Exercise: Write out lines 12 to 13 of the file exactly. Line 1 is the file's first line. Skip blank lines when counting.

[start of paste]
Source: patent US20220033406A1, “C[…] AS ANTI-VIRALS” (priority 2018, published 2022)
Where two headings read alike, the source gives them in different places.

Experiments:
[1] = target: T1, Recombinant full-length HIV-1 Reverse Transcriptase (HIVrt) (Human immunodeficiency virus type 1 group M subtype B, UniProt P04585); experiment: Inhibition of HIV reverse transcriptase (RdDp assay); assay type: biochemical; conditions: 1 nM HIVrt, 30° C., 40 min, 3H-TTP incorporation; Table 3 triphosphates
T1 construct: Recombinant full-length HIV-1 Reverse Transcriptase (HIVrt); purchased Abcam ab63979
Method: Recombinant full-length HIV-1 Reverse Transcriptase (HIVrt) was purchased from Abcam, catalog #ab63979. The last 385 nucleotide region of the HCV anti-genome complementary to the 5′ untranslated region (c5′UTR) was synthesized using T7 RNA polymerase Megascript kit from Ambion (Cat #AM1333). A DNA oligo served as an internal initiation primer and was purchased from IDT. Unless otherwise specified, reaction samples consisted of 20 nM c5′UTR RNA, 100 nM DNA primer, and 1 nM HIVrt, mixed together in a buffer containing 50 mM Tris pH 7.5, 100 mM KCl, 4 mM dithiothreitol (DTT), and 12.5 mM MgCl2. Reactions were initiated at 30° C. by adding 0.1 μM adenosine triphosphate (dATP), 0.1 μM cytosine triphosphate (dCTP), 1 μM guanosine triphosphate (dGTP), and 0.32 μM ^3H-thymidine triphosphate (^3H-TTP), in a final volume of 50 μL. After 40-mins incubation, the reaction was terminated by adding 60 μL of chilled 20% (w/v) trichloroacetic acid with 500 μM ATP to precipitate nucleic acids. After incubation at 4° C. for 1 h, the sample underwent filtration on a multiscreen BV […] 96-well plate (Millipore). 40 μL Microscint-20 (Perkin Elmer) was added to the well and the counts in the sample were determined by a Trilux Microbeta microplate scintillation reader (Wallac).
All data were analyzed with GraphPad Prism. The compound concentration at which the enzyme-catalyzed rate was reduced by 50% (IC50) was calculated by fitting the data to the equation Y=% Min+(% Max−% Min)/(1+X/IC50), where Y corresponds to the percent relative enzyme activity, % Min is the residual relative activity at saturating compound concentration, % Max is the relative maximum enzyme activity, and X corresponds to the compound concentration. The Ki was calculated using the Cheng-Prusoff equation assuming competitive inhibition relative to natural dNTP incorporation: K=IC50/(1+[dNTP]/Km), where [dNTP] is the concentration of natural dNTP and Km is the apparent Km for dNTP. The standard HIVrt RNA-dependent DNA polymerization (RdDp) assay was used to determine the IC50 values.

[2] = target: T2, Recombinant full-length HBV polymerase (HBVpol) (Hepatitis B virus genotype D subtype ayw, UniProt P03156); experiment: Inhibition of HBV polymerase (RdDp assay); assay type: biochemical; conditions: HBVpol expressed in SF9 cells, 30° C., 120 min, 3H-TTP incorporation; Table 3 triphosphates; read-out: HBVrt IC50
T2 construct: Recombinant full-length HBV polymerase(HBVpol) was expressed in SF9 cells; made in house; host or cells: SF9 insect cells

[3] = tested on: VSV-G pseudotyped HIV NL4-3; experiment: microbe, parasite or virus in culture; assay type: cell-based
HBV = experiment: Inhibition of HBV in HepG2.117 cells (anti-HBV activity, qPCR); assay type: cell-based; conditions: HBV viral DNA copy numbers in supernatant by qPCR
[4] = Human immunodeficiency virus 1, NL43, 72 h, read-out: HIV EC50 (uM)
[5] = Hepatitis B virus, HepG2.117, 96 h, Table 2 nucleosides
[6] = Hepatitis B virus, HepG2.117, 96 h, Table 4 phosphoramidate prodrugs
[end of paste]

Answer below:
[4] = Human immunodeficiency virus 1, NL43, 72 h, read-out: HIV EC50 (uM)
[5] = Hepatitis B virus, HepG2.117, 96 h, Table 2 nucleosides